Government announced that it is looking at creating manufacturing hubs to revive the struggling sector as well as other sectors of the economy.
The province of Gauteng has over the past number of years made a significant contribution to the country’s Gross Domestic Product (GDP).
In 2015, it contributed over 35% and is also a leader in driving Africa’s new industrial revolution.
The Indaba was held under the theme: “A Partnership for a Sustainable and Inclusive Economy”, and it came up with ways in which the Gauteng economy can be supported.
It unveiled the new economic development plan which is aimed at assisting to propel the province’s economy to greater heights.
Makhura says, “We need these partnerships in order to ensure that the township businesses don’t remain small and on the margins. They have to [be] part of the mainstream economy. The economy of South Africa and Gauteng remains challenged with the following structural challenges … is faced with.”
One of the speakers, Stefan Sakoschek, who is the regional director of the European Union’s EU Chamber of Commerce & Industry in Southern Africa, says unfair competition is killing the manufacturing sector.
The Premier also acknowledged the manufacturing sector, saying “We have a problem in South Africa. We have 7000 container arriving at the port of Durban. Out of the 7000 container, we have a market flooded with counterfeit goods competing unfairly with products from the EU.”
Gauteng health MEC Qedani Mahlangu agrees with Sakoschek and says there is a need to increase the support for locally produced goods. “There is cost to localise and we must all localise and overtime there will be gains. There is a mind-set shift that we need to have going forward.”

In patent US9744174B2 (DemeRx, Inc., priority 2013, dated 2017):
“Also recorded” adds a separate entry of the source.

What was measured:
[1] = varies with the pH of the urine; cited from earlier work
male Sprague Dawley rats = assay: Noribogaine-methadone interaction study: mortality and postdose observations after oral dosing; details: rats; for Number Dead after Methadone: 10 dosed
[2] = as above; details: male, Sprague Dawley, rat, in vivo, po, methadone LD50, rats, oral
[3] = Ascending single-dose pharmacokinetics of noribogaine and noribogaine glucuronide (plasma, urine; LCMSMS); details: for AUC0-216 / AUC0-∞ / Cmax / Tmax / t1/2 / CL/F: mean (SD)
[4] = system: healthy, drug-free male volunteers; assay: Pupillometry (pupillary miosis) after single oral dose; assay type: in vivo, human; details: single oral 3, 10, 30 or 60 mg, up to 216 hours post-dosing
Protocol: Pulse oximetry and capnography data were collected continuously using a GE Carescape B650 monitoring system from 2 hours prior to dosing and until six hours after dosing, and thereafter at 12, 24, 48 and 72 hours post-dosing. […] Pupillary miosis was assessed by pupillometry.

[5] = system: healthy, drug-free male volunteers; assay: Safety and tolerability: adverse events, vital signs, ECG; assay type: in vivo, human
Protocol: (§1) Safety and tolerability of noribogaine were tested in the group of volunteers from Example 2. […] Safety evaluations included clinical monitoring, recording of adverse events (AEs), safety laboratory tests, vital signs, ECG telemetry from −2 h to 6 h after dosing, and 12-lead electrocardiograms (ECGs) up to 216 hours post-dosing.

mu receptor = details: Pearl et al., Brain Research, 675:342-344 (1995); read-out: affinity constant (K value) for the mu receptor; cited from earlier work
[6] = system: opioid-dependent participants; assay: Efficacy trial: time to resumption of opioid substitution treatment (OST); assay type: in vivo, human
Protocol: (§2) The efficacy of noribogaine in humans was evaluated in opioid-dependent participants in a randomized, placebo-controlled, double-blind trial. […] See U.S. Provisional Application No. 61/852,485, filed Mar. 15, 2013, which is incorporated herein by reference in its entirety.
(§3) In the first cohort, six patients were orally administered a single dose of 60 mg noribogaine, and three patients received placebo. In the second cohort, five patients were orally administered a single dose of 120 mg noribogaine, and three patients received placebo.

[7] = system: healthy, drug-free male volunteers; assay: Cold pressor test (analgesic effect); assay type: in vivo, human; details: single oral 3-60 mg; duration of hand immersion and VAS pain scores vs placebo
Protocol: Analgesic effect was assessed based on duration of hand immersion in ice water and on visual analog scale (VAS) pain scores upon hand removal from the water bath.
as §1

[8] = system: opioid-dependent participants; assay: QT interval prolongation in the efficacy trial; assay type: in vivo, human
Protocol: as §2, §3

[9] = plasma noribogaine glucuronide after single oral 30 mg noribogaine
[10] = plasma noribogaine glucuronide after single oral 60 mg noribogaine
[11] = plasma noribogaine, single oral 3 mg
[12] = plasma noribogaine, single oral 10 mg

Deputy President Cyril Ramaphosa says government is looking at setting up manufacturing hubs to support the struggling sector. It has been shedding thousands of Jobs partly due high costs of electricity as well as cheaper imports out of China.
“We have seen how when government supports a particular sector of the economy, the automotive sector is proof of that. This country can really start to pump and emerge as one among the top in the world. Alongside this work we have made an undertaking to massively expand local procurement,” adds the Deputy President.
The indaba takes place at the time when the economy is struggling with the country narrowly escaping a downgrade by ratings agencies. The Government has appealed to all stakeholders to work together to ensure that more is done to support the ailing economy.
“We meet under very difficult economic conditions colleagues, as we work to overcome the dreadful legacy of apartheid we must confront the immediate challenges that have weakened global demand, that have lowered commodity prices, and the impact these have had on our economy. These are external factors. But we have our own internal factors which we have to deal with. We must contend with a number of challenges we have.”